Fukushima is a ghost town. Its 100,000 residents were evacuated six years ago and it is off limits to all civilians – a fact ignored by a photographer who risked his health to take snapshots of the desolate region.
Fukushima was devastated by The Great East Japan Earthquake, a magnitude 9.0 natural disaster which set off a nuclear disaster equal in its power of devastation at 2.46pm on March 11 2011. It was rendered an exclusion zone.
Keow Wee Loong told UNILAD what he encountered in the abandoned towns last year – from the wild animals that chased him in the night to the fully-functional traffic lights and the pornographic magazines that still lie unopened on the top shelves of supermarket stands.
For six years, calendars have remained frozen in time, pages never turned past March 2011.
Animals are the only living beings for miles around. Many of them have been reduced to rotting corpses.
After the earthquake hit, a 15-metre tsunami cut the power supply to Fukushima – disabling the power that cooled three Fukushima Daiichi reactors, causing a nuclear accident that was rated 7 on the INES scale, due to high radioactive releases over the course of a week.
Daredevil photographer, Keow Wee Loong bypassed guards, metal gates and out ran wild animals to gain access to the ghost town for one reason: Pure human curiosity.
Loong told UNILAD:
Walking [through Fukushima] in the early morning is really peaceful. The town is empty and the traffic lights are still working.
I was there because I was trying to capture more photos of the abandoned town in Fukushima, because I got some info that the government is going to reopen the town this year.
As it turns out, Loong’s source was correct.
Recently, the town of Namie – one of the many affected by the Fukushima disaster – was reopened. Residents cold finally pick up with their laundry where they left off and pick up their yen coins, abandoned in the rush to evacuate.
Loong continued, describing his journey into the danger zone:
I was in Tamioka, Futaba, Okuma, and the last town, Namie. I started the walk at 2am and ended around 4-5pm. I crossed by all four affected towns in the exclusion zone.
I was not allow to photograph and walk around the exclusion zone. The Japanese police said that this place is dangerous, especially for a photographer, and I am not allow to wander around.
That didn’t stop the daredevil photographer, who has reported from violent protests and even proposed to his now wife by scaling one of the world’s tallest buildings.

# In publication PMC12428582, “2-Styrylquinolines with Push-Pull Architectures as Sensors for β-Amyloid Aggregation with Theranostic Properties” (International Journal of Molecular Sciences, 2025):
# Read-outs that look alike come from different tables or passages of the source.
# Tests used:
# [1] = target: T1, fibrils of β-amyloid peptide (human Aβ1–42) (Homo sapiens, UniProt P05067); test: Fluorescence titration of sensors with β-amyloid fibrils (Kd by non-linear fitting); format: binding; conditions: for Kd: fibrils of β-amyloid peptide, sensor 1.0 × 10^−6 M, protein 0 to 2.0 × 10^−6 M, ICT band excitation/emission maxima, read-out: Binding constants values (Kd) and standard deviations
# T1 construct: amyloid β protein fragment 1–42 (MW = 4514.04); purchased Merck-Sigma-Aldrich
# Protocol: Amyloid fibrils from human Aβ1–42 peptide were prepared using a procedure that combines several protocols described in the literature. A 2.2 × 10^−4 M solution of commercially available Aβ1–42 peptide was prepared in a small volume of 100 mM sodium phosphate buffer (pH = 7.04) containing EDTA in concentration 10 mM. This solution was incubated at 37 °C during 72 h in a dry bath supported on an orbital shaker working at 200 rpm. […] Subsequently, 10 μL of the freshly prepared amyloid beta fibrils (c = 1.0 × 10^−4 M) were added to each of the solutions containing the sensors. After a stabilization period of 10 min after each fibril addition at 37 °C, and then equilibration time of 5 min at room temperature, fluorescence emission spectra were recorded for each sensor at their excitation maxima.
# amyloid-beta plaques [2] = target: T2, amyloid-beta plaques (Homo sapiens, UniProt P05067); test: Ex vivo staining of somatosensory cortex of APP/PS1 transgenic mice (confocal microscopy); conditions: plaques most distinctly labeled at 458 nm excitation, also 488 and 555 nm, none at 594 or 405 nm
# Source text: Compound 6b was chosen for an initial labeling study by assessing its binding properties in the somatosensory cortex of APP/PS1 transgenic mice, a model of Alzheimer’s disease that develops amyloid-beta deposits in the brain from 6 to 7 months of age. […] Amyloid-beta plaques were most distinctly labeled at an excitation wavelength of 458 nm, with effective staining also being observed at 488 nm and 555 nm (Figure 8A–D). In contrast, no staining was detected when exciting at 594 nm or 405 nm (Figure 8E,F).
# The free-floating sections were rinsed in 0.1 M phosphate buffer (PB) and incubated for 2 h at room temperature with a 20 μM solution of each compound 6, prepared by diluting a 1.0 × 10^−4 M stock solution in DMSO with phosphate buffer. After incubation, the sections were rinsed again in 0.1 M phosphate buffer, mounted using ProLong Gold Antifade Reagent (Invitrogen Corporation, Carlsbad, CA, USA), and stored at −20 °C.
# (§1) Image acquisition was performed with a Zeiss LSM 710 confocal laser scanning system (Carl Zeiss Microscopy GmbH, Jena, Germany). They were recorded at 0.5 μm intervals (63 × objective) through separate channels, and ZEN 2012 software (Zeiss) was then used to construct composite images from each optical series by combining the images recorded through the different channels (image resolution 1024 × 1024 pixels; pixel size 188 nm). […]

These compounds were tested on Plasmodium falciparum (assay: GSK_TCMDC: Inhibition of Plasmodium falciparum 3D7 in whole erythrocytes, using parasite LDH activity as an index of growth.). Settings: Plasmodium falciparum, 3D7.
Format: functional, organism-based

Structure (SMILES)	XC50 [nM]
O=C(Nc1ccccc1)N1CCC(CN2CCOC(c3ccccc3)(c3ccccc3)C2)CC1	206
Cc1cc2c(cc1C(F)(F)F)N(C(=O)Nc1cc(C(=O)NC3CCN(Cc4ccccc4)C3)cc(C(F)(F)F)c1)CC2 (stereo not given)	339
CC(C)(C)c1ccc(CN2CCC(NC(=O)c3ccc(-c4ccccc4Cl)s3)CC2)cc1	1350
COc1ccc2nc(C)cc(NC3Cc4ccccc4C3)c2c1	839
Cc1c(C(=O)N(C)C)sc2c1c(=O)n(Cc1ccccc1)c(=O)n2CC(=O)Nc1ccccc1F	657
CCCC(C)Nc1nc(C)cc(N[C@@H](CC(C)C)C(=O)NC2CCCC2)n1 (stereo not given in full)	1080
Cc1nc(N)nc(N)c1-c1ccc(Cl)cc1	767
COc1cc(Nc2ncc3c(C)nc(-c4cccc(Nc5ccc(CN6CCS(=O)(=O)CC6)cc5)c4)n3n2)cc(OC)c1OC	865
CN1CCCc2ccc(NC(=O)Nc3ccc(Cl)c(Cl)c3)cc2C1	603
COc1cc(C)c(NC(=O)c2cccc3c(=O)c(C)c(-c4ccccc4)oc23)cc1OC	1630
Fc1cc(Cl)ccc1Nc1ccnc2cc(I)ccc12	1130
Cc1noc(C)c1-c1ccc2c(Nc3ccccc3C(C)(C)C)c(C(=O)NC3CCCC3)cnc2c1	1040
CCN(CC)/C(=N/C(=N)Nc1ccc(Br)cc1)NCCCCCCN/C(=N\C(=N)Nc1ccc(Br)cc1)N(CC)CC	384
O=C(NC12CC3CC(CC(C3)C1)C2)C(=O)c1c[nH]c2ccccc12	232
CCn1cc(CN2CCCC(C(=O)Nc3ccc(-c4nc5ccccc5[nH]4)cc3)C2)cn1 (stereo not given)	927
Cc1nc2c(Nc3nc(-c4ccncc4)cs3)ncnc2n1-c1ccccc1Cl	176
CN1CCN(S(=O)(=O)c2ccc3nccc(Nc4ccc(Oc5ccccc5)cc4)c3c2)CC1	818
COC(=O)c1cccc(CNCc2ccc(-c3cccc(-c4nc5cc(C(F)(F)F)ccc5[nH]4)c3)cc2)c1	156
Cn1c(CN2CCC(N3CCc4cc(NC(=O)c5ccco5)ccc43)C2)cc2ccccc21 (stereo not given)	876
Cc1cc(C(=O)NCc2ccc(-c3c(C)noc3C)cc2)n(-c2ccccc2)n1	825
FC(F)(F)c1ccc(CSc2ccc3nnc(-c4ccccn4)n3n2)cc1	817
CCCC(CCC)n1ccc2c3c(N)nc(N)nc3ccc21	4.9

Loong is a man who will do anything for the perfect candid photograph – on terra firma or not – and he told UNILAD that he persevered on is mission despite the safety risks.
The enigmatic photographer continued:
When I was in Japan I did try to take safety precautions – to buy a safety suit before entering – but I lost all my cash in Tokyo. I also visited Greenpeace Japan to get info and wanted to get some help on the suit but no help or info was given.
However, the radiation wasn’t Loong’s primary concern in the end; it was the pack of wild animals that now rule the region.
He described what he encountered:
An empty town with a lot of rotten food in the super market. Everything is untouched since the evacuation in 2011. I saw wild animals and the dogs would bark at me at night. I was chased by one. That was scary.
I thought the entire town would be looted clean – like Chernobyl – but most of the stalls in Fukushima are still filled with merchandise… Books, jewellery, everything.
Loong described letting himself into unlocked doors and perpetually open supermarkets, wandering around and surveying the damage like the King of a fallen domain.
Concluding, Loong said everything he saw was against his expectation, adding Fukushima is ‘not an ordinary image of how a ghost town looks’.
You can watch some of the GoPro footage Loong shot during his day out in Fukushima below:
On April 1 2017, the Japanese government ceased restrictions on access to Namie; the first train pulled into the railway station, busses reinstated their service, and 21,000 locals returned to resume their lives, reports the New Scientist.
In light of the recent re-population, Loong’s photographs offer a rare and temporal insight into a world abandoned by man at the hands of nature.
They are strangely beautiful.